Saturday, 25 June 2016

Polyculture Project - Market Garden Study - Update 6

Here's a little of what we've been up to during the Polyculture Market Garden Study the last few weeks.

With a welcome break from the cool damp conditions the gardens are really starting to get going and all of a sudden, summer has arrived :)

Photos from June 


We said our farewells to Marika Wanklyn (it was great having you on the team!) and a big thank you to Johannes who joined us for just a week during his ZIS trip ( If your adventurous, curious and 16 - 20 years old ZIS provide a great opportunity for travel). We're delighted to welcome back Ala Pekalska who helped to turn some of the garden produce into delicious meals during our Edible Ecosystem Design Course.

The Market Garden Polycultures   


The gardens are coming along nicely albeit a few weeks behind. Tomato, Squash, Chilli and Beans are in flower and the first fruits are setting.  The leafy crops are producing well and the trees and shrubs are filling with fruits and nuts


Our earliest fruiting cutivar is Tigerella. A reliable cropper with very few problems 

We generally don't experience pest problems, however we do keep a close eye on a few organisms in order to prevent them from causing significant damage. Cabbage White are one such organism.


Pieris brassicae - Cabbage White


Pieris brassicae - the large white, also called cabbage butterfly or cabbage white have been flying since early June - always a clear signal to keep an eye out for their eggs on the underside of our Brassica crops which this year include Kale, Borecole and  Kohlrabi.  One adult female can lay up to 600 eggs and a small batch of the larva (20-30) can obliterate a 40 x 20 cm leaf in a few days so this is one potential pest we pay careful attention to.


Large White - Pieris brassicae eggs and new hatched larvae on underside of Kohlrabi leaf

One advantage of polyculture is that it's more difficult for the butterflies to locate our crops among the other crops and they spend more time in flight where that are more likely to be caught by one of the many birds that use the garden as a feeding ground. Some butterflies do manage to mate and lay eggs so we check the underside of leaves every 4-7 days. If we fail to remove the eggs and the larvae emerge they need to travel around various other plants before they can locate another brassica food plant and are again more likely to to be located by the teams of pest predators we work with on the site i.e birds, frogs, toads, ground beetles, predatory wasps etc.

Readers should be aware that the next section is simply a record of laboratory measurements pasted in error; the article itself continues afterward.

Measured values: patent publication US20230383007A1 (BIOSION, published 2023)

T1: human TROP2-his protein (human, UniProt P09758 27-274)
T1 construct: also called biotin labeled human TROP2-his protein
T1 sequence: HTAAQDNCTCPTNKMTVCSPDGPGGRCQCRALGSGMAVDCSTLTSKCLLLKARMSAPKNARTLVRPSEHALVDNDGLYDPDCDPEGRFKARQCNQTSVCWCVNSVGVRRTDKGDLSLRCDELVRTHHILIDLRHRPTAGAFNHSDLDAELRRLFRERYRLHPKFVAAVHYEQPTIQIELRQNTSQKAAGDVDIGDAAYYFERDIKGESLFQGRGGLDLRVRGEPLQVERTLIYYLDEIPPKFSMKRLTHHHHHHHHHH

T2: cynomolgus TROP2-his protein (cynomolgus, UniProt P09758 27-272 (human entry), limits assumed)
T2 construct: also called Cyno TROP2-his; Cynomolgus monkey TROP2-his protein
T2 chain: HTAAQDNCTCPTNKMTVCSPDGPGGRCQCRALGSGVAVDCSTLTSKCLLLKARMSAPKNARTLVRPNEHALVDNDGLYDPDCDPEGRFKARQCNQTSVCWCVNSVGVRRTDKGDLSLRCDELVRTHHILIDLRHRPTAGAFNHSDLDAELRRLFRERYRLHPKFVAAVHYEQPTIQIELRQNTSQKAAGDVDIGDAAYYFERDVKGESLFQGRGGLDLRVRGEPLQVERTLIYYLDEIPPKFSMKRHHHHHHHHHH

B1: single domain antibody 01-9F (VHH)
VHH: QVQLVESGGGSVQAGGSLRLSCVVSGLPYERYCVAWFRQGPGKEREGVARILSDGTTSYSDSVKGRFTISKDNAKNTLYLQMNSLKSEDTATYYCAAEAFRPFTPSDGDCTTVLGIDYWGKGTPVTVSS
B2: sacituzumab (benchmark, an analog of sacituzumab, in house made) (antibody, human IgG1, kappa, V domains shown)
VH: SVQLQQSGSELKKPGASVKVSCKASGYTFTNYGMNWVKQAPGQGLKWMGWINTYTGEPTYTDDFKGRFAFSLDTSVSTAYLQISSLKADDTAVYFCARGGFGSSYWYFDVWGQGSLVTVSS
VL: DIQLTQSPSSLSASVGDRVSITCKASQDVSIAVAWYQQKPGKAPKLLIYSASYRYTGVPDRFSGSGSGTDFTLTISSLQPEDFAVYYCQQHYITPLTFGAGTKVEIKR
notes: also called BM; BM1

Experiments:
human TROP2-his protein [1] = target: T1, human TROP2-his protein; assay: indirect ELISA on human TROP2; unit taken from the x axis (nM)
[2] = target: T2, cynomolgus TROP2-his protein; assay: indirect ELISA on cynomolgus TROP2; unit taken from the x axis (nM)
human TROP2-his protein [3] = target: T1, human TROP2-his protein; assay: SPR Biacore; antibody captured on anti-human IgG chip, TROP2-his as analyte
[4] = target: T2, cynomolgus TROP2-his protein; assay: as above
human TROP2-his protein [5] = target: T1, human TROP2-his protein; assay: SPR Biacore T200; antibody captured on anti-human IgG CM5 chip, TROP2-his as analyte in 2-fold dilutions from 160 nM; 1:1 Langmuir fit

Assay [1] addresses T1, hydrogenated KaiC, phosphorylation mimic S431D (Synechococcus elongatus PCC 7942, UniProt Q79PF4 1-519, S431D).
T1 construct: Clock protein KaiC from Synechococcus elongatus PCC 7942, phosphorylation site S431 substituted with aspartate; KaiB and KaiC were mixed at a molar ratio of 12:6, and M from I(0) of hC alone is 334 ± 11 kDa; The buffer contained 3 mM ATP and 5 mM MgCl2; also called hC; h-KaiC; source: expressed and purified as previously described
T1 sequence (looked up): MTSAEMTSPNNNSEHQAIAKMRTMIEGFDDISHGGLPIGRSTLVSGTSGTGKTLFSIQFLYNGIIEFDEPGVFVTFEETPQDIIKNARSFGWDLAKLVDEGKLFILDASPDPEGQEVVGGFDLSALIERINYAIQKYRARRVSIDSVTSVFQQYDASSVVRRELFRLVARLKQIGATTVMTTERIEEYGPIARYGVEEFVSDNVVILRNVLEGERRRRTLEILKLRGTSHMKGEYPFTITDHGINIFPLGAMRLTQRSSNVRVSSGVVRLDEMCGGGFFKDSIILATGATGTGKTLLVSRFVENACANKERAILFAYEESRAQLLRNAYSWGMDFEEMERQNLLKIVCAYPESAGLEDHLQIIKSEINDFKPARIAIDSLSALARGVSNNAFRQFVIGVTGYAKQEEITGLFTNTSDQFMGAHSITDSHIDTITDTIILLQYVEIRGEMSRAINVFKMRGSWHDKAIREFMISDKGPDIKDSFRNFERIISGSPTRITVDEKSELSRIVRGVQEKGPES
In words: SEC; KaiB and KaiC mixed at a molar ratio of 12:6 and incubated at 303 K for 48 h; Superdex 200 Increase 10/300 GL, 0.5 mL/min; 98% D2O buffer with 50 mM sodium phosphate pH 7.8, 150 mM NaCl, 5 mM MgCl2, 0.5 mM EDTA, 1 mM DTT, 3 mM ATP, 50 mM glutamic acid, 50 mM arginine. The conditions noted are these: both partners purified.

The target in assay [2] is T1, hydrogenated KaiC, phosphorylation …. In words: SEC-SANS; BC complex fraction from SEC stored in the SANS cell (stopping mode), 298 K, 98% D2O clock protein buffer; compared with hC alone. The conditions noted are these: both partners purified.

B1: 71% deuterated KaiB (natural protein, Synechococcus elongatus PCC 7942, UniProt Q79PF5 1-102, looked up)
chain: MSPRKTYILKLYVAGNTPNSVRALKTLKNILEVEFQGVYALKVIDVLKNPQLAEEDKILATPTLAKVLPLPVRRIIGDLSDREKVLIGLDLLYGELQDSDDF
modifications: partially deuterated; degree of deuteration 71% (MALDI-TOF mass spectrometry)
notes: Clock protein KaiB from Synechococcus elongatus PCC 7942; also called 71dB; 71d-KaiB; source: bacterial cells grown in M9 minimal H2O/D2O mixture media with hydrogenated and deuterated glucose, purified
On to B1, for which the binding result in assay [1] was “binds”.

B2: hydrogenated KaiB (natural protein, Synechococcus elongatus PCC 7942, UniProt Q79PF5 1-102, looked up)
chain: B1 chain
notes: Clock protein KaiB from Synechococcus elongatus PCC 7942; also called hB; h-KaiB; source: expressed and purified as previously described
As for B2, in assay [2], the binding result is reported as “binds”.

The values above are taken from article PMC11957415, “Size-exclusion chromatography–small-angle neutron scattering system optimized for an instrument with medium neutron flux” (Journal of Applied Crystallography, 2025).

Our Permaculture Market Garden Polycultures 

Comfrey Harvest 


Second Comfrey Cut from the biomass patch 

This second cut of the year was taken from the same 13 m2 trial bed consisting of 42 plants precisely 37 days after the first cut.  For information on the first cut see here. The plants were flowering for 5 days before the cut and full of pollinators as usual



Natasha, Ute and Kata cutting and weighing the 'Bocking 14' comfrey patch 

The biomass weighed in at 32.2 kg. Not far off 1 kg of growth per day  and almost 10 kg more than the previous cut probably due to the longer days and higher temperatures.

We just about managed to squeeze the biomass into a 200 L barrel. This should convert to 15 -20 L of comfert concentrate which can be diluted further to 150 - 200 L of liquid fertliser.

We're using a fast growing hybrid Symphytum x uplandicum 'Bocking 14' - Comfrey in our gardens and for this trial and will publish the full records from the biomass patch at the end of year. For more information on these super plants and how to establish and manage a patch see our previous post here.

Forest Garden


Fruits from the Forest Garden

Plenty of fruit coming out of the gardens this month including raspberries, strawberries, currants, mulberries, cherries and early plums. The main work in the forest garden is cutting back growth around the establishing plants,  maintaining the pathways and harvesting the fruits to eat fresh, preserve and for our Trustika - food coop customers.


Mulberries - a challenge to find in the market due to their short shelf life. Our Mulberries arrive to our customers less than 20 hrs after shaken from the tree.  


Mulberry Harvest   

Here's a video made by my youngest son Archie of a mulberry harvest in the garden.





Paulownia Coppice

We've been experimenting with Paulownia spp. in the gardens for the last 4 years and are seeing some excellent potential for biomass and stake material for the market garden. We're currently focusing on using the plant as a nurse species for vegetable production and  to grow 1.5 m tall tomato support stakes.  I'll be writing a more detailed post on this in the near future, but for now here are some photos of the 4 month old regrowth we are seeing from these plants in our gardens.


Paulownia elongata - 4 month old coppice regrowth  


Pigs and Ducks 


Late spring marks the arrival of new animal residents to the garden. A small flock of ducks and two Bulgarian white pigs join us for the summer.  

Karl and Marx  

The Quackers 

Edible Ecosystems Design Course


Thank you to the wonderful participants of this year's Edible Ecosystems Design Course and for all the crew that helped out. You can check the photos from the course here.



Edible Ecosystems Design Course June 2016 

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